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Variegated Views of the World: What Lies Beyond?

‘What Makes a City?’

By Park Seongwon, Translated by Chung Hwa Chang and Andrew James Keast, 188 pages, $16.00, New York: White Pine Press [2019]

Reading Park Seong-won’s “What Makes a City?” is a unique experience. Each of the stories in the collection could easily stand on its own as an individual work, but taken as a whole they paint a much larger picture.

The collection feels like a carefully woven spider’s web, with various threads that cross and connect. The most obvious connections are characters from earlier stories that reappear in later stories, but there are other threads as well. One that runs through nearly all the stories is that of incessant rain and rampaging water, brought on by the rainy season or a typhoon. If, as Carl Jung states, water is the most common symbol of the subconscious, then these stories are constantly being threatened by floods of what lurks beneath the surface of the mind. This may be why the truth feels as if it is at our fingertips and yet ever beyond our reach. Perhaps, as one doomed character claims, the true meaning is not to be found in the words we read because words only serve to distort.

Another thread that runs through these tales is the author’s meditations on writing, or artistry in general, and its capabilities (or lack thereof). There is the young girl trapped in a nightmare who writes a dark fairytale to justify her sacrifice as necessary for the greater good; the self-proclaimed science fiction writer of the future who begins his masterpiece with the Bulwer-Lytton classic, “It was a dark and stormy night”; the artist who finds himself alone in his disagreement with a critic before he is forgotten by the art world; and a writer trying to write a love story and instead ending up with an uncomfortable tale of a fugitive.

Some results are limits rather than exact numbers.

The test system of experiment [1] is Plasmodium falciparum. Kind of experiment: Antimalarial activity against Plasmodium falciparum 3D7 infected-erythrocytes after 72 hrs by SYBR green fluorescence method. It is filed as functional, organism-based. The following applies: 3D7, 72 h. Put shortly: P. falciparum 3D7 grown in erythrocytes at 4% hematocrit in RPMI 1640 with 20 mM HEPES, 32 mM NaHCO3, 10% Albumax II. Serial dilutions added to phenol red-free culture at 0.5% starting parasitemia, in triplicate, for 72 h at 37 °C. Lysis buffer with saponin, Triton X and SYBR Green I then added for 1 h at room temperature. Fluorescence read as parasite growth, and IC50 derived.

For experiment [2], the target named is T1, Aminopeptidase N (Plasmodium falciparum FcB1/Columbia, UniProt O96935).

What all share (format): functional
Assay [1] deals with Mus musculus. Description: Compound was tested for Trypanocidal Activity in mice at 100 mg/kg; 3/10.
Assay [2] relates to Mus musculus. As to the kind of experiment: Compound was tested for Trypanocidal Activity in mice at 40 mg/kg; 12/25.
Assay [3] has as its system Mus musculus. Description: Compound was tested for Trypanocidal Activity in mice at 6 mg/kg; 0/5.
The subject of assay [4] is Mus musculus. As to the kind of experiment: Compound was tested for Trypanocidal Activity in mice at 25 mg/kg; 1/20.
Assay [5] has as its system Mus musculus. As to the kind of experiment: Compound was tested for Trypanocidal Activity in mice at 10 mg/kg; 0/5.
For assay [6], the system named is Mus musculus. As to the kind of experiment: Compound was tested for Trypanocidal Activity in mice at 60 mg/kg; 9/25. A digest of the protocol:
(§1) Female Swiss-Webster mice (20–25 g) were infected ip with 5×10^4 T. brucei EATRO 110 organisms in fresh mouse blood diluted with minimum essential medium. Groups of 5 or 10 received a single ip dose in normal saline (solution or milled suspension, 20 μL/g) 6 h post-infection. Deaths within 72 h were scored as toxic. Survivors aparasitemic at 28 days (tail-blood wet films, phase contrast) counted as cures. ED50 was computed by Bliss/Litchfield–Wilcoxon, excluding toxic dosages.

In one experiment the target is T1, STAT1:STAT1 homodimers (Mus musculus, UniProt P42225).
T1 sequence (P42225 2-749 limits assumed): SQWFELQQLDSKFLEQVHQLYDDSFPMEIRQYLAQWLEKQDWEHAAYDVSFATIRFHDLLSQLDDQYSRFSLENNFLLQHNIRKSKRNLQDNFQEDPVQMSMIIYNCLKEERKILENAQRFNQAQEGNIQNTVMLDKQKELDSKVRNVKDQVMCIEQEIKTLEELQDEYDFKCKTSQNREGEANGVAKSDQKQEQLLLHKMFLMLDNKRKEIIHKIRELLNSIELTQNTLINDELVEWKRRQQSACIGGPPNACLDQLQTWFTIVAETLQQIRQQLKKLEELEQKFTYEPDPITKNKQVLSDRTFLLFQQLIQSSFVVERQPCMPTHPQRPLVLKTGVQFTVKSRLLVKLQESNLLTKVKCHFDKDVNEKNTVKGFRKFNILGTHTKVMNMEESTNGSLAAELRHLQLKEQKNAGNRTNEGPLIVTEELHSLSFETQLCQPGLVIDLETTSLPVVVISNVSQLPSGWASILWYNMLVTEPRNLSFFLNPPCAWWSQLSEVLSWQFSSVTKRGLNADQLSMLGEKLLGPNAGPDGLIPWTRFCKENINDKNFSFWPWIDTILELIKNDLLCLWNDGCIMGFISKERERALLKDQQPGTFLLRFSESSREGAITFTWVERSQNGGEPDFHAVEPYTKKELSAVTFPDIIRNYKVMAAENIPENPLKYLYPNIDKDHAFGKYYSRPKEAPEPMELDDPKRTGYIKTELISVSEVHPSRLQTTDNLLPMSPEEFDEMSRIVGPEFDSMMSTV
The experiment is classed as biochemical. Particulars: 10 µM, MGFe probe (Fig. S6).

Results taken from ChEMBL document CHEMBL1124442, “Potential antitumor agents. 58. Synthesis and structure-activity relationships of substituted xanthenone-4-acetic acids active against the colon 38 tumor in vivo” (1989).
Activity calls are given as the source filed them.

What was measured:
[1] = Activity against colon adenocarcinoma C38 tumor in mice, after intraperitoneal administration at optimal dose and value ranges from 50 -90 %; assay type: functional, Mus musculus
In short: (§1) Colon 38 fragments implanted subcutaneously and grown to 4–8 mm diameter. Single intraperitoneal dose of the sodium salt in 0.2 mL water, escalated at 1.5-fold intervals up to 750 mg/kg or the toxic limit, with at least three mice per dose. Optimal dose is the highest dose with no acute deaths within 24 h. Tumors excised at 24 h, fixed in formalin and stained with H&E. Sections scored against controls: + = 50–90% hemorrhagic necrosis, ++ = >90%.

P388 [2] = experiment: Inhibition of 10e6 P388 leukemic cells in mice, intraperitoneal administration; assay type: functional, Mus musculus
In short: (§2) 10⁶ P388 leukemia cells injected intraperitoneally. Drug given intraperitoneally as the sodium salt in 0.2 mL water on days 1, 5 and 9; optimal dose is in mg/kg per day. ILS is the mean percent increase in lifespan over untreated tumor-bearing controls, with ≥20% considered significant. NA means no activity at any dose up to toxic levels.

There is also the theme of dreams and freedom, embodied in the fathers who think of time as a cage to imprison people (or again, in the unfortunate little girl). What would it mean to escape time? Would this open the door to true freedom? Or would it, as society claims, simply mean insanity or death?

These are just a few of the impressions that remain after reading, like landscapes frozen in flashes of lightning. It is impossible to capture the whole book in a few short words, and any attempt at summarizing the various plot lines would be equally pointless. But the overriding impression is one of a multifaceted view of the world. By shifting between characters, sometimes even in the middle of a story, the author allows us to see people and events from different points of view. This may prompt a question: which of these perspectives is the right one? Which shows us things as they truly are? It is only upon further reflection that we ask the deeper, more important question: are any of these perspectives truly the “right” one? Or are they just variegated rays of light in a dark and desperate world, guiding our way forward toward a destination beyond what we can see?

A Fresh Approach to Exploring the Korean Wave

‘Pop City: Korean Popular Culture and the Selling of Place’

By Youjeong Oh, 238 pages, $19.95, New York: Cornell University Press [2018]